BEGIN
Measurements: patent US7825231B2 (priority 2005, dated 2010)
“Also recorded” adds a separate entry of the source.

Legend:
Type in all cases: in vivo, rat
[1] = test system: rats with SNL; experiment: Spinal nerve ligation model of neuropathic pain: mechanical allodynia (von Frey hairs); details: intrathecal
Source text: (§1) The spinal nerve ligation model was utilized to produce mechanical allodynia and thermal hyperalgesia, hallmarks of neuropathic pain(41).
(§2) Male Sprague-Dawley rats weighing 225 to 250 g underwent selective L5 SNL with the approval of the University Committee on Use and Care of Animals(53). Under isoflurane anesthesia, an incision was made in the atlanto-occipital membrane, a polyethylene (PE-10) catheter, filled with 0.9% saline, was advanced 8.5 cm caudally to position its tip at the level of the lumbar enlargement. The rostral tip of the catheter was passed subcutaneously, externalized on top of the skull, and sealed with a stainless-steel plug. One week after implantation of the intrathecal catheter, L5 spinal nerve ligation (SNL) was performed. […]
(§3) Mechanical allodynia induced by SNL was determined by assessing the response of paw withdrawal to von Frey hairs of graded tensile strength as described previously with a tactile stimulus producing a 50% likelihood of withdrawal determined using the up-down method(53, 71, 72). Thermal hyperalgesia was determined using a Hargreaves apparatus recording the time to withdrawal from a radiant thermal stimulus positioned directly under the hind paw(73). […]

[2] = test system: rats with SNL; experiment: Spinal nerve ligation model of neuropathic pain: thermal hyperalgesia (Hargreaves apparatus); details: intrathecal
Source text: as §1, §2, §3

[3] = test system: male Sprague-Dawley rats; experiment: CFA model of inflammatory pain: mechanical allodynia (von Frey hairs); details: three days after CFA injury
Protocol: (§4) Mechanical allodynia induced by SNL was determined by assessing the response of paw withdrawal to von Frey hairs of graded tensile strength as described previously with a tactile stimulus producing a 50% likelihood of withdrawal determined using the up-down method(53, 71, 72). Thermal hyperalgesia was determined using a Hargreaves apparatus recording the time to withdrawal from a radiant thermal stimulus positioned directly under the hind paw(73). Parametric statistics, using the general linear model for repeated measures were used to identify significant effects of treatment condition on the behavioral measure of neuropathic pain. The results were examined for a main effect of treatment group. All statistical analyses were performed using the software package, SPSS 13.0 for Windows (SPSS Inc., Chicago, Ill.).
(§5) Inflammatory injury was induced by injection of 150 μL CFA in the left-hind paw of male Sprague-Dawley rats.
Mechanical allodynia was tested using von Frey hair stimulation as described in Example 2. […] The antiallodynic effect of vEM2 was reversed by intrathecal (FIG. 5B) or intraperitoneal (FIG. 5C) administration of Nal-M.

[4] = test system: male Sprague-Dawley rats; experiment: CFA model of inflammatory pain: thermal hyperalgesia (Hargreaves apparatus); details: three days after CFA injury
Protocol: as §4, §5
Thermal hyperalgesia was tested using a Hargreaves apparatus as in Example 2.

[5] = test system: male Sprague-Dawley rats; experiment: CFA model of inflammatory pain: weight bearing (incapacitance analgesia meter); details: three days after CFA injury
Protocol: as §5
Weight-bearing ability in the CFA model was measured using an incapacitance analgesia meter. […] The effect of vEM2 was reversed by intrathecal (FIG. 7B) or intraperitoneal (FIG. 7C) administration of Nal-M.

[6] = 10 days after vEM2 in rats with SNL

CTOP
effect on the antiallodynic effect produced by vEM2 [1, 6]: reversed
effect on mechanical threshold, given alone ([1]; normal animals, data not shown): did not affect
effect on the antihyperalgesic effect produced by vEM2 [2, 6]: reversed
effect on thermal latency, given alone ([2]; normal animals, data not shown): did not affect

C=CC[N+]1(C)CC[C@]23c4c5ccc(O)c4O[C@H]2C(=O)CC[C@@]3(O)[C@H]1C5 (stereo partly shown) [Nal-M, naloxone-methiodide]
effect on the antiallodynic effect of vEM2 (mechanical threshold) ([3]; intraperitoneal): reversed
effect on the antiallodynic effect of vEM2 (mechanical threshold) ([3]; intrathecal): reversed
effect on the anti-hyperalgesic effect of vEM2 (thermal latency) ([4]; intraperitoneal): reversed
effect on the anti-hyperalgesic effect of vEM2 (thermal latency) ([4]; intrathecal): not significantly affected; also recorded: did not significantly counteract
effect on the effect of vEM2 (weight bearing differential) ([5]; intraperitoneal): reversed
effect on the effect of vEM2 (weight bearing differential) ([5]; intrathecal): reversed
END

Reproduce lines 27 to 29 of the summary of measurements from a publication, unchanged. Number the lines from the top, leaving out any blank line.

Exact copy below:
C=CC[N+]1(C)CC[C@]23c4c5ccc(O)c4O[C@H]2C(=O)CC[C@@]3(O)[C@H]1C5 (stereo partly shown) [Nal-M, naloxone-methiodide]
effect on the antiallodynic effect of vEM2 (mechanical threshold) ([3]; intraperitoneal): reversed
effect on the antiallodynic effect of vEM2 (mechanical threshold) ([3]; intrathecal): reversed